Chemical treatment using registered herbicides is probably the most widely used technique for aquatic plant control currently being utilized by lake managers. It has been the focus of most of the research and development efforts in the aquatics industry in recent years and has seen considerable advancements. Most herbicides that are currently being used for aquatic plant control are applied at low concentrations and present negligible risk to humans and non-target organisms when properly applied. In the mid-1990s, there were only 6 active ingredients registered as aquatic herbicides. Currently there are about 15 registered active ingredients in aquatics. An influx of products was identified for the aquatic market after fluridone resistant hydrilla was discovered in Florida in early 2000s. Efforts have focused on finding products that provide specific control of invasive species, while leaving native plants unaffected. There has also been considerable study on the dose and response of aquatic herbicides to better understand the concentration exposure time requirements and well as optimizing treatment timing.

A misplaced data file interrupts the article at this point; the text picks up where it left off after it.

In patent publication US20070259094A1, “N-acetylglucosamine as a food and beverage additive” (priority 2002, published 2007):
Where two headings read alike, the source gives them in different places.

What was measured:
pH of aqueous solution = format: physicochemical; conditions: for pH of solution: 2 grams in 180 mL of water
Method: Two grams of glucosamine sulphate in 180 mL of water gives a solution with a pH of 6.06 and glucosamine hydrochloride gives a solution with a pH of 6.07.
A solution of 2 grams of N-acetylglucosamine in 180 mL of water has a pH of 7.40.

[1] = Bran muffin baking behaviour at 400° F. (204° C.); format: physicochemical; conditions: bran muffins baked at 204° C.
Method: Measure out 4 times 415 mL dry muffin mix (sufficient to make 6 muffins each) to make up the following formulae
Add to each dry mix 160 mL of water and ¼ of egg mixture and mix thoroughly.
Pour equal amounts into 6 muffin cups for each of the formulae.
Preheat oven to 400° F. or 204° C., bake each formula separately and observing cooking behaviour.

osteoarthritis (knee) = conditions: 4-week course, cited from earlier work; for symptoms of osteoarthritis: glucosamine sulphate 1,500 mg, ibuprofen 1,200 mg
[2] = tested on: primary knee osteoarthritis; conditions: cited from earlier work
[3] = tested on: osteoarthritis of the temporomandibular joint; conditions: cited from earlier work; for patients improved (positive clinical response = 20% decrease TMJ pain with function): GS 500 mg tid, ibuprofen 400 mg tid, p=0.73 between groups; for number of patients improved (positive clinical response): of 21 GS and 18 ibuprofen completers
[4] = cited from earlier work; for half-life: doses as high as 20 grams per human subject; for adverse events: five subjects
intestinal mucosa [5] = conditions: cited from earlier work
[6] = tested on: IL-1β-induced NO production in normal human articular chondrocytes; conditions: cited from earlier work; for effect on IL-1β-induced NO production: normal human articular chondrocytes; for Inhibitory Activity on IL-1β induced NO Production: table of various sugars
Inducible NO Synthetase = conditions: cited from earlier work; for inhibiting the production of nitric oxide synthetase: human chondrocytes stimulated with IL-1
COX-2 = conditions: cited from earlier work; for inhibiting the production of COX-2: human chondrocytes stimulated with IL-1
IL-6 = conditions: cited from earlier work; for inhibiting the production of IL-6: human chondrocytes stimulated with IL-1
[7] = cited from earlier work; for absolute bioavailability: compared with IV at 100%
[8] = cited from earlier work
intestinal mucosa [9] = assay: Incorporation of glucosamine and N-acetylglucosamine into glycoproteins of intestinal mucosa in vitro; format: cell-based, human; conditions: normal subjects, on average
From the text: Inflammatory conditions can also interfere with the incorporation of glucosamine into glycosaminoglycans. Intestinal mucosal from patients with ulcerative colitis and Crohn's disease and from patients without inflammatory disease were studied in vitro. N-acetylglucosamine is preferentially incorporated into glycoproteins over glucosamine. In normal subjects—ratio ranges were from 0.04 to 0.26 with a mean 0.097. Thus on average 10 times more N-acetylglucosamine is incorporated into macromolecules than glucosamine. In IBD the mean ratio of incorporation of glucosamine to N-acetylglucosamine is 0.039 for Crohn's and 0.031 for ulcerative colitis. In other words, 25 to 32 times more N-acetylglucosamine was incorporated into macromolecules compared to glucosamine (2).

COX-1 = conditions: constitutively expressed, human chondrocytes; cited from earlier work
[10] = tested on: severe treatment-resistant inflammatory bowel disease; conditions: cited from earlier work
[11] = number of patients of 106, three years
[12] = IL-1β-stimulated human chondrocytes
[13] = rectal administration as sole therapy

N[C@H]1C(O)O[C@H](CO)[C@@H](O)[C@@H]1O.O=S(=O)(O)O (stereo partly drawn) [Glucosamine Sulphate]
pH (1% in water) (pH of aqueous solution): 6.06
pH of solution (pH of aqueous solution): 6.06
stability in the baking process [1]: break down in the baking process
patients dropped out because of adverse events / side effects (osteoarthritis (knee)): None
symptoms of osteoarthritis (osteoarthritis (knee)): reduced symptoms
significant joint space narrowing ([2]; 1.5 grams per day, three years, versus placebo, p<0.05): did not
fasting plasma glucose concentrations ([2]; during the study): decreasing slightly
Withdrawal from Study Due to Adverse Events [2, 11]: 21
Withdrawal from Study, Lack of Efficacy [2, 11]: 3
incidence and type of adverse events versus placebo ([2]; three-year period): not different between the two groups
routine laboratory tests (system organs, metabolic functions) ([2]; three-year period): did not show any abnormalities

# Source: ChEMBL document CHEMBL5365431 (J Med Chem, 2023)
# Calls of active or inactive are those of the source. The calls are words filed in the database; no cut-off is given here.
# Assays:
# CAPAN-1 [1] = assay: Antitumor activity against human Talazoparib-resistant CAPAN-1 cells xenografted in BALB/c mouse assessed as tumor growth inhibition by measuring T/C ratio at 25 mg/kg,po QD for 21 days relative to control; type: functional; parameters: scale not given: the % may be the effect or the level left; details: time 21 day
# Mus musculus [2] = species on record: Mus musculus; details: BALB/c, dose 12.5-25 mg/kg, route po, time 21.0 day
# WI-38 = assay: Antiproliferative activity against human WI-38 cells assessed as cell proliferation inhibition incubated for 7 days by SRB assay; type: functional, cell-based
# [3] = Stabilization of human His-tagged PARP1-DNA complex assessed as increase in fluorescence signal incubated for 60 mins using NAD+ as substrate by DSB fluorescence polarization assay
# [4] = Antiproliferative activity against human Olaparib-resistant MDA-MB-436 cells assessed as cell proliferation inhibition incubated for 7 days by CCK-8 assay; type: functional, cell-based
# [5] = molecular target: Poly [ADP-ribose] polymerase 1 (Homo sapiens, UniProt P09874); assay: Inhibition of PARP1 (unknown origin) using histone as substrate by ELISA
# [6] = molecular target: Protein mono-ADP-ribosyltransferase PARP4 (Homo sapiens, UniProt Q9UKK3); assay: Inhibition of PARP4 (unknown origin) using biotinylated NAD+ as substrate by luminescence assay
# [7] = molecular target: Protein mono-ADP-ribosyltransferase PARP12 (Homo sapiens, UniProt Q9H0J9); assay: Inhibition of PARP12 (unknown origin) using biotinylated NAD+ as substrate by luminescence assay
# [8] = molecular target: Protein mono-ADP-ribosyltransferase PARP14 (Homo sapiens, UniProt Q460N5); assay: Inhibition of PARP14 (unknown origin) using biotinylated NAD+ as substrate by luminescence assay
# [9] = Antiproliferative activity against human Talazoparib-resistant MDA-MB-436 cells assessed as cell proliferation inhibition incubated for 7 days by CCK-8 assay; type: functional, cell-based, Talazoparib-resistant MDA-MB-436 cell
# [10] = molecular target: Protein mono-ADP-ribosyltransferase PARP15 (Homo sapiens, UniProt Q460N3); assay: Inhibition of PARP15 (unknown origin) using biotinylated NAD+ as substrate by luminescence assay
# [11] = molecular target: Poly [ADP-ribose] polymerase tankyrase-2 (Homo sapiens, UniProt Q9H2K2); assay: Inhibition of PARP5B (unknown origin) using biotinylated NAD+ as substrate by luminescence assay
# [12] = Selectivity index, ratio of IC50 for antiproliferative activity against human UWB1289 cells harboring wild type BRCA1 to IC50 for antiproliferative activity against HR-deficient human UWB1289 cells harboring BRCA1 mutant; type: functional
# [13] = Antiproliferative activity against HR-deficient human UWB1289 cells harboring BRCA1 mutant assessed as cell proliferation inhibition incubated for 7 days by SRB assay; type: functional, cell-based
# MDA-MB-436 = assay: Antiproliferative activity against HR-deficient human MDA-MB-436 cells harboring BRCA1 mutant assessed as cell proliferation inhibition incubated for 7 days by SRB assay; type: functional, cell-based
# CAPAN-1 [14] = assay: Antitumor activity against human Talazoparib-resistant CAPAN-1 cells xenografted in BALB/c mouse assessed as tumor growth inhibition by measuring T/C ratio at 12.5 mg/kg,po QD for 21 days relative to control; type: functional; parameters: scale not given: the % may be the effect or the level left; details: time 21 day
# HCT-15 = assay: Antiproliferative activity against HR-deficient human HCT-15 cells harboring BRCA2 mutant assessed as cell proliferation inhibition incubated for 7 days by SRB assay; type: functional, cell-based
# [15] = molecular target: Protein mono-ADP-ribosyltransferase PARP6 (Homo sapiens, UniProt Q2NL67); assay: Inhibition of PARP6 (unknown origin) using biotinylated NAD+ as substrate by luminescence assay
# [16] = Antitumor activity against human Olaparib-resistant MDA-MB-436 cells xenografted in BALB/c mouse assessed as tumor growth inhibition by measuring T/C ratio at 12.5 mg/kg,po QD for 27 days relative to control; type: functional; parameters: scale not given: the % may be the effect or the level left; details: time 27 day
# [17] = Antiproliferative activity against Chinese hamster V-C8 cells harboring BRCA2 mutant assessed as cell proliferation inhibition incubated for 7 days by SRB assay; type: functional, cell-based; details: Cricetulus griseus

Herbicides are usually grouped into having either a contact or systemic mode of action. Contact herbicides are usually faster acting and have a broader spectrum of control, but they can provide immediate results and be used for spot or partial-lake treatments. Contact herbicides include older active ingredients such as copper, diquat and endothall, along with newer active ingredients like carfentrazone and flumioxazin. These products usually have a short period of activity in the water, are rapidly absorbed by susceptible plants and results are usually observed within a matter of days. The disadvantage of contact herbicides is that they generally control the stem and leaf tissue only and do not control the root structures, so plants will regrow more rapidly. Systemic herbicides are usually slower acting and are designed to control the stem, leaf and root tissue resulting in longer-term control. Systemic herbicides like 2,4-D, triclopyr, and one of the newest products, florpyrauxifen-benzyl, require only hours to days of exposure, while other systemic herbicides like fluridone, imazamox, imazapyr, penoxsulam, bispyribacsodium, and topramazone require weeks or more of exposure for sufficient uptake. Complete plant control usually takes several weeks with systemic herbicides, but selectivity and duration of control is often enhanced. Manufacturers and lake managers are continuously working to improve formulations, combinations, and treatment strategies to achieve the desired control of nuisance and invasive aquatic plants, while minimizing impact to non-target plants and animals, limiting adverse impacts to water quality and reducing risks.